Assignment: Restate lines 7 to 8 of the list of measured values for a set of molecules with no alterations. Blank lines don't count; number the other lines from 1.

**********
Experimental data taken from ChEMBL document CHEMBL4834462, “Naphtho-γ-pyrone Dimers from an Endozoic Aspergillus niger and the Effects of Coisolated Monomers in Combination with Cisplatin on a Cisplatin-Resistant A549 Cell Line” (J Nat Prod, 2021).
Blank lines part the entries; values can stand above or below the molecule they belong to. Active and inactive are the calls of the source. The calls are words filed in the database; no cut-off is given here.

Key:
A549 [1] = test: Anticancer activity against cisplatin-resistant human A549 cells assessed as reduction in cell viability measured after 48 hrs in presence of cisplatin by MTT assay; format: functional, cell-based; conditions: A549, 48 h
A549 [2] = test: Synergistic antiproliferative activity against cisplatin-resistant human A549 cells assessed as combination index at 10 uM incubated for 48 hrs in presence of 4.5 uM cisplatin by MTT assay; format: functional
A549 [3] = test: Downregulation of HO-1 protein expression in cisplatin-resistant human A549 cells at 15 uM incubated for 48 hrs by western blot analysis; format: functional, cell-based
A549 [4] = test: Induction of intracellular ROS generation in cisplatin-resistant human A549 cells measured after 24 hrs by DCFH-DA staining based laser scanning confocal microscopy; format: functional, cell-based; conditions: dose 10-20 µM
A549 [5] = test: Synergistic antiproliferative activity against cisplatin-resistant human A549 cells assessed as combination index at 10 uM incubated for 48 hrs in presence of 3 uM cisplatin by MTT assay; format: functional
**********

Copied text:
A549 [4] = test: Induction of intracellular ROS generation in cisplatin-resistant human A549 cells measured after 24 hrs by DCFH-DA staining based laser scanning confocal microscopy; format: functional, cell-based; conditions: dose 10-20 µM
A549 [5] = test: Synergistic antiproliferative activity against cisplatin-resistant human A549 cells assessed as combination index at 10 uM incubated for 48 hrs in presence of 3 uM cisplatin by MTT assay; format: functional